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Cayucos keeps fire department--for now--despite failed tax measure 

"What did we do to you?"

Members of the Cayucos Fire Department found themselves asking the residents they protect that question on July 7. The Cayucos Fire Protection District had convened for its first meeting since local voters rejected a hefty tax increase that would have boosted support for the cash-strapped fire department.

click to enlarge STAYIN’ ALIVE:  The Cayucos Fire Protection District voted unanimously on July 7 to approve a 2016-17 budget for the Cayucos Fire Department. The department has struggled in recent years with recruiting paid-on-call firefighters. - PHOTO COURTESY OF CAYUCOS FIRE DEPARTMENT
  • PHOTO COURTESY OF CAYUCOS FIRE DEPARTMENT
  • STAYIN’ ALIVE: The Cayucos Fire Protection District voted unanimously on July 7 to approve a 2016-17 budget for the Cayucos Fire Department. The department has struggled in recent years with recruiting paid-on-call firefighters.

A small meeting room at the fire station on Cayucos Drive overflowed with people and emotions, as fire service officials and members of the public discussed the implications of a flopped ballot measure that caused community strife and left the future of the department uncertain.

The Cayucos Fire Department, which has existed since 1948, has operated with diminished staffing for three years and considered dissolving last October, which would have transfered fire protection duties to the SLO County station across town.

The department is currently made up of paid-on-call firefighters and is able to staff two people on site at all times, according to Mark Walton, a Cayucos fire captain and vice president of the Cayucos Firefighters Association.

"For the last five to 10 years our roster has been declining even though we make attempts to recruit every year," Walton said. "[Being an on-call firefighter] is hard work, it doesn't pay a lot, and it requires a lot of training."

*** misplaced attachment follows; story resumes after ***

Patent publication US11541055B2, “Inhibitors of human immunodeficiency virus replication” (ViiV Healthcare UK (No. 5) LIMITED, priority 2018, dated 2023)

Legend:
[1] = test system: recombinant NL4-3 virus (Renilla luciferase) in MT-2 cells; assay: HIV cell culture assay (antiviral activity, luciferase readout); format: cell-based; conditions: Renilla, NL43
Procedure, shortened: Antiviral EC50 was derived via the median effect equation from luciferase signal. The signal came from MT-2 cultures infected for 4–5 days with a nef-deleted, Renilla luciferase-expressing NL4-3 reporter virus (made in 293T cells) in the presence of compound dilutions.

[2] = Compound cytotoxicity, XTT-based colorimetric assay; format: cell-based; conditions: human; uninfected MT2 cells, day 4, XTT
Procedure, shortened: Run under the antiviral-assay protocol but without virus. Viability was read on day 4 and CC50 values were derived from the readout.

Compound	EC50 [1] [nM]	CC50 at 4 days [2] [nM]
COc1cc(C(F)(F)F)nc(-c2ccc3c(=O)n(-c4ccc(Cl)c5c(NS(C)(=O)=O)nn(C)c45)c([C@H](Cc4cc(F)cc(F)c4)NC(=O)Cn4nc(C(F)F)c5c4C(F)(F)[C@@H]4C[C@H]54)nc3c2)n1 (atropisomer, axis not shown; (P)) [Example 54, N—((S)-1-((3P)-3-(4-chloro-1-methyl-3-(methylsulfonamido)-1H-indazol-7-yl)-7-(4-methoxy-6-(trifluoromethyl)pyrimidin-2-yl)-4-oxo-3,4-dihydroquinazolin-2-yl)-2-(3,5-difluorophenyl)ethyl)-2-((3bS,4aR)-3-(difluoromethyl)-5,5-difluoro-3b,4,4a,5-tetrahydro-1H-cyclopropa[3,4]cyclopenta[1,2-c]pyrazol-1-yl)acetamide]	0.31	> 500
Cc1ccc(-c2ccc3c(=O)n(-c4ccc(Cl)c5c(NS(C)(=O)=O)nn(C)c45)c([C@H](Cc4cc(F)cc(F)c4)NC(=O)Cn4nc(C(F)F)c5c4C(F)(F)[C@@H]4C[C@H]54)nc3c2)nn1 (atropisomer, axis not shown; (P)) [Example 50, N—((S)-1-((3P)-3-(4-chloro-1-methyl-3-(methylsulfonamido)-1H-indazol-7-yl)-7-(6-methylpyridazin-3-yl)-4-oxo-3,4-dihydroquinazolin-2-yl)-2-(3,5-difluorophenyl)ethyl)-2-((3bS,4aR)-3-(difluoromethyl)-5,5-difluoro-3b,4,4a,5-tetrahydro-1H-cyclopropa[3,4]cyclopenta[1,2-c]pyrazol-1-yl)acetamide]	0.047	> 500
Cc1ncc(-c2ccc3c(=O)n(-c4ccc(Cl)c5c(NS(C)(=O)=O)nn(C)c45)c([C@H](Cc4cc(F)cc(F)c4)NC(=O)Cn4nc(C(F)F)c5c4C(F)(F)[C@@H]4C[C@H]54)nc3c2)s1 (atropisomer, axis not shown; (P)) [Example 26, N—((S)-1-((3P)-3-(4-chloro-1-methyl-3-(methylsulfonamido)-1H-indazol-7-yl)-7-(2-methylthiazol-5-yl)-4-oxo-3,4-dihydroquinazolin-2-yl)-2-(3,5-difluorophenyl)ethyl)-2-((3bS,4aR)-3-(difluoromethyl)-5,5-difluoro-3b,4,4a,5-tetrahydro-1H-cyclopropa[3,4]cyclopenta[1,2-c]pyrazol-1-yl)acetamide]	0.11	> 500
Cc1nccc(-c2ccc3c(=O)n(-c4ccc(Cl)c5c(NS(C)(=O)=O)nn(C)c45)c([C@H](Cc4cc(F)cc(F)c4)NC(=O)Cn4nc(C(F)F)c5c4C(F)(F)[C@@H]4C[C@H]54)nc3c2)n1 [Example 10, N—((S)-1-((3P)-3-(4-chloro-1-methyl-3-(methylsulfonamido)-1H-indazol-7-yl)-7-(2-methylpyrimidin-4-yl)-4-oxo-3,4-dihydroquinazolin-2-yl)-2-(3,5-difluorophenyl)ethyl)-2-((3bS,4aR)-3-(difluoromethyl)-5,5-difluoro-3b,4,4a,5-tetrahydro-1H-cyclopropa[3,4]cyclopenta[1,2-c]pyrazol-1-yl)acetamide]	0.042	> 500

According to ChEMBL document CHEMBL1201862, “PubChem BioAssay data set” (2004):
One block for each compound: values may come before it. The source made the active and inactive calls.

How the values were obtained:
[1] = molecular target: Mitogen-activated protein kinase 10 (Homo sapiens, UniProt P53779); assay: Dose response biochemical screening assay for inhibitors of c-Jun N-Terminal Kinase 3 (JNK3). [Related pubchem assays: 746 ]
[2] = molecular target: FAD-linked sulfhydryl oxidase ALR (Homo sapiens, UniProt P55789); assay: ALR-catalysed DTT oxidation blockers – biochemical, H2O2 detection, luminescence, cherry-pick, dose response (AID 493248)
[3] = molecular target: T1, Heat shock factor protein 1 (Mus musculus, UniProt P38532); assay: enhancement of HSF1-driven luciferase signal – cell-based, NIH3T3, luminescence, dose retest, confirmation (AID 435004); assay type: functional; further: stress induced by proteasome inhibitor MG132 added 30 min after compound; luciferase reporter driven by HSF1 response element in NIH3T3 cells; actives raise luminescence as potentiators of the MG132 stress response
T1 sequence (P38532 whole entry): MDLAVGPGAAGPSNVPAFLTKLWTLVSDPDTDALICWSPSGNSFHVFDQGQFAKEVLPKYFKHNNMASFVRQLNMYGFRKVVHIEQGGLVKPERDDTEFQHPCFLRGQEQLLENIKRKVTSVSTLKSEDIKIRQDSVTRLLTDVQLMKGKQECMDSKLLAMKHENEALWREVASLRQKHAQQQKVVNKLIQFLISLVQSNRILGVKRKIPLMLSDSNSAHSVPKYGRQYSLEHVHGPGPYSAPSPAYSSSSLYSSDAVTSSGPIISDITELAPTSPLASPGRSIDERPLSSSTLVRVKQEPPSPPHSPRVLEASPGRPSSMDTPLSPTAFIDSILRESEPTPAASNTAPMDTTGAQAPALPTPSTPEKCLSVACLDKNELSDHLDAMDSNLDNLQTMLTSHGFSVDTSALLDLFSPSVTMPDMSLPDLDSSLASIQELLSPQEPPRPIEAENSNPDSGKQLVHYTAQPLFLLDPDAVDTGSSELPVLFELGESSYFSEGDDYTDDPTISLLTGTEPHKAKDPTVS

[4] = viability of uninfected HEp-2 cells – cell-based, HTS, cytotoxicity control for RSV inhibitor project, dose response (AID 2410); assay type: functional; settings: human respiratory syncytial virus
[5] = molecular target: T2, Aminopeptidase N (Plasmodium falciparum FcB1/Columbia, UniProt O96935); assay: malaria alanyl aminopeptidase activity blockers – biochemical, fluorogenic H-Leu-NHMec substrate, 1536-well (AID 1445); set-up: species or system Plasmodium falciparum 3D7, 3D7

The staffing crisis is one facing many fire departments in California, according to fire officials in the county, but Walton said the Cayucos Fire Department is especially vulnerable given the area's high cost of living, aging demographic, and small tax base of about 2,500 residents.

So the fire department devised a solution: Measure C-16. If the measure had passed with a two-thirds majority vote, it would have brought in enough revenue to hire permanent, full-time firefighters and provide benefits.

But, in turn, the local fire tax would have spiked to $125 per housing unit (or $500 per single-family residence), a five-fold increase from the community's current fire tax.

"It was a huge tax increase—not going to deny that—but it set us up for the next 10 to 15 years," Walton said.

The tax solution did not garner enough support in Cayucos, with 60 percent of the town voting "no" on the measure.

Voters were taken aback by the high price tag, and some were even offended by it. Tensions over the tax proposal divided the community in the weeks and months prior to the vote and spilled out into the July 7 meeting as the community dealt with the aftermath.

"We've been here for all these years, and all of a sudden everybody wants to get rid of us," Cayucos Fire Chief Mike Minetti said at one point during the meeting. "What did we do to you?"

"I don't think we were informed enough about the tax measure," responded one local.

Some residents defended the department, pointing to its track record of quality service.

"I would not be here if not for them," said one Cayucos man. "That's an emotional thing for me and an emotional thing for this community."

Ultimately, the Cayucos Fire Protection District board voted 3-0 on July 7 to keep the department running for the 2016-2017 fiscal year, adopting a budget of $550,000.

"We're going to continue doing it until we can't do it no more," Minetti told the crowd.

Walton said after the meeting that the department is currently pursuing three grants to help bring in more money to the station. He added that the department's performance will be closely monitored as the year progresses.

"I would hope that we're professional enough to put the community's best interest first," he said, referring to the option of dissolving the department if it were the best choice.

In the discussion about dissolution, some residents worried about what would happen to their taxes if fire protection was handed over to SLO County, and others questioned how effective the county's coverage of the community would be in the absence of a local fire department.

Bruce Gibson, SLO County's 2nd District supervisor, told New Times he was confident the county would be able to provide Cayucos with adequate fire protection through its station if the local department dissolved. Gibson said that he didn't think the tax structure would need to change, but added that any tax increase would have to be approved by a public vote anyway.

"I can't give an iron-clad guarantee," Gibson said. "It would surprise me considerably if the county refused [to provide fire protection to Cayucos]."

Gibson expressed some concern about how the Cayucos Fire Department will manage to effectively carry on with its current budget and staffing.

"If they choose to continue, I would expect they provide their community a detailed description of how their services will provide quality fire protection," Gibson said.

Staff Writer Peter Johnson can be reached at pjohnson@newtimesslo.com.

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